WINTERGREEN, Va. - Ski season is here, and with it comes the prickly touch of wind-blown snow, the swoosh of skis and the pounding surge of adrenaline. It happens every year at about this time, not only for millions of able-bodied skiers, but also for thousands of skiers with disabilities.
Through a combination of specialized equipment and training, people who might otherwise be left behind when friends and family take to the slopes can now join in the fun.
They're using special rail-like devices, ski-bottomed crutches and tethers to take part in what is known as adaptive skiing.
Their range of disabilities runs the gamut. They include blindness, deafness, amputations, para- and quadriplegia, autism, and other forms of injury, illness and cognitive defects that prevent people from skiing in the more traditional ways.
Adaptive skiing started in 1942 when an Austrian who'd lost his leg attached small skis to his crutches and resumed his favored pastime. The sport got a boost 25 years later when veterans of the U.S. Army's Tenth Mountain Division were organized to teach a group of disabled Vietnam vets how to ski.
Kirk Bauer, executive director of Disabled Sports USA, says adaptive skiing offers a "normalizing experience," adding that it's "an accessible sport that people with almost any disability can enjoy," right along side everyone else on the mountain. And he says that includes tackling the black diamonds, moguls and races at 60 mph.
Bauer estimates that 15 percent of ski resorts now have good adult disabled ski programs and that many also have special youth programs for disabled children.
In some cases, these programs lead to major athletic events. There are usually four big races a year - in December, January, February and March. The international Paralympic games being held this March in Italy also feature ski competitions.
If you go
TYPES OF ADAPTATIONS FOR DISABLED SKIERS:
Guides for blind skiers. The guides are considered "equipment" and there are generally no extra charges for them.
Two-track skis and snowboards. These are for any skier who stands on two skis but who might need tethers to aid in leg strength. These are good for people with visual and hearing impairment and for those with developmental and cognitive disabilities.
Three and four-track. These are for skiers who can stand on skis but need additional support to remain balanced. They are best for students with leg amputation, cerebral palsy, arthritis, spina bifida or a traumatic brain injury.
Bi-skis. These are for people with significant lower extremity or trunk weaknesses and for others with difficulty standing and balancing. It's a sit-down ski that lets even those with severe balance impairment experience the thrill of skiing.
BEFORE YOU GO: Call ahead to see what type of program the resort offers. Make sure that the instructors are certified to teach adaptive skiing, that the resort has the proper type of equipment and that the safety record is good. You may need reservations for the adaptive ski program. And check out what's available in handicapped-accessible lodging, restaurants and other amenities.
PRICES: Prices vary. The average for equipment rental, guide, lessons, and lift ticket is about $80. But many programs are free and others are heavily discounted.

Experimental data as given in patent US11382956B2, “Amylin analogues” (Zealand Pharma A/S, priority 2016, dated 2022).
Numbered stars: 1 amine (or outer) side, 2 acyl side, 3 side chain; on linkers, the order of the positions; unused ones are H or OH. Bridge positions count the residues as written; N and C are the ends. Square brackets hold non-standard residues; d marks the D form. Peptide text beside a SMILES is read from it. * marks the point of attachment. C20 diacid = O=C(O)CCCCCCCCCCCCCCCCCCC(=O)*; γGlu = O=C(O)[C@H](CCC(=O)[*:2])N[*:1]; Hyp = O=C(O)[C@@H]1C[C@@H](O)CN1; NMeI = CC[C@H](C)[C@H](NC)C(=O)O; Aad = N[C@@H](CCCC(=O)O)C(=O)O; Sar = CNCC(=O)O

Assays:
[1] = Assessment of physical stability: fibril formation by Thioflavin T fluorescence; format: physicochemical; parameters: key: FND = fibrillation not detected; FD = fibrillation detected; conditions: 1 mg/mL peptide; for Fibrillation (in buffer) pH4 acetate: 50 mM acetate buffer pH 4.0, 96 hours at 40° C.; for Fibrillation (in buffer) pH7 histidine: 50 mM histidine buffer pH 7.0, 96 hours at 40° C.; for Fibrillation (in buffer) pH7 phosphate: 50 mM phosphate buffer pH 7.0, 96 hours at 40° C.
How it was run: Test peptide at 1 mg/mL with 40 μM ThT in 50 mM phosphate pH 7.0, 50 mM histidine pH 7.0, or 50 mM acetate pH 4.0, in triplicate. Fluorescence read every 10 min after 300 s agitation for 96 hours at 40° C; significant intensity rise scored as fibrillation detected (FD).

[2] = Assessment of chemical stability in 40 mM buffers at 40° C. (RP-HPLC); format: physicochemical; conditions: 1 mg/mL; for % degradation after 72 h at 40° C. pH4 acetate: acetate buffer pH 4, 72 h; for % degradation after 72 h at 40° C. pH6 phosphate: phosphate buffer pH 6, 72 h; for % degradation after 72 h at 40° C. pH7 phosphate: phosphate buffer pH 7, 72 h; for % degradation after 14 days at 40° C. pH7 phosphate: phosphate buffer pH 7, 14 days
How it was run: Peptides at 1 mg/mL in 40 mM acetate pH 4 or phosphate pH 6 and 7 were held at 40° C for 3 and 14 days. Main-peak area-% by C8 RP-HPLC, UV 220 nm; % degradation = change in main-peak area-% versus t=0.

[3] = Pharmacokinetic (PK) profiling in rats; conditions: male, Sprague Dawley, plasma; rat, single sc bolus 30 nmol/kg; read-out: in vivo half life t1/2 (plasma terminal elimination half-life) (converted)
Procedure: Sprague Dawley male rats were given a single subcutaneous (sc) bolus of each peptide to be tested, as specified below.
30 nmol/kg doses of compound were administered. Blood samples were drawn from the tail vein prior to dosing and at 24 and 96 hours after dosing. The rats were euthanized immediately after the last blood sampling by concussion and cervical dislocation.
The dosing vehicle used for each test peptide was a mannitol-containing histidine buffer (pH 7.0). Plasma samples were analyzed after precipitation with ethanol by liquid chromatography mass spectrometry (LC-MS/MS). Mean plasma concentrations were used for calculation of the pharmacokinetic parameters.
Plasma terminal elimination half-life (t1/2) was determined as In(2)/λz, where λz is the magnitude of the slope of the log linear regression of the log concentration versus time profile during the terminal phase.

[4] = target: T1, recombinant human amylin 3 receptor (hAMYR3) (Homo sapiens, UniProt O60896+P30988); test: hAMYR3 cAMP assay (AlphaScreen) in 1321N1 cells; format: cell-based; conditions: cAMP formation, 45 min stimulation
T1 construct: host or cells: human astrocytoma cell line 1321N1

FOR MORE INFORMATION: Check with some of the largest and most well-known ski resorts around the country. They are the most likely to offer the programs. There are also organizations, such as Adaptive Adventures, that specialize in year-round disabled sports and recreation, vacations, camps and clinics. Disabled veterans' groups, state disability offices and other special interest groups also have information. And don't forget Internet searches for "adaptive skiing," "handicapped sports" and "disabled winter sports," for instance.
"Adaptive skiing and snowboarding is an incredibly powerful therapeutic medium," said Michael Zuckerman, who runs the adaptive ski program at Wintergreen Resort in Wintergreen, Va., adding that the rewards are not only for the students and their families, but the instructors as well.
Zuckerman says Wintergreen has taught skiing to more than 650 people with disabilities since the first few in 1984. The program has become so popular he's had to add midweek sessions to accommodate the expanding number of disabled skiers.
Similar programs are also offered at Breckenridge and Winter Park, Co.; Killington, Vt.; Park City, Utah; Waterville Valley, N.H., and other resorts around the country.
You may see even more disabled skiers and boarders on these and other slopes this season because of the Wounded Warrior Project. It's a private initiative to provide sports rehabilitation programs for injured U.S. soldiers.
Former Army National Guard First Lt. Ed Salau, of Havelock, N.C., lost his left leg in Iraq in 2004. But he says after learning to ski, "I know I can still feel the wind in my face, work up a sweat and take on a challenge."
He first took on that challenge last January at a Wounded Warrior's Weekend at Wintergreen Resort. Salau says he was discouraged at first, but the instructor urged him to try just one more time.
"I went up in the ski lift," he said, "and as fate would have it I looked down in the snow and saw a blind skier." He said "reality set in" and he told himself "to stop whining." Now, he not only skis proficiently, but gives lessons.
Salau says an instructor told him something he'll always remember: "When you get to the top of the mountain all you see is possibility." He says until he reached the top, he didn't understand what that meant.
Wounded Warrior Weekends are scheduled at many of the resorts again this year.
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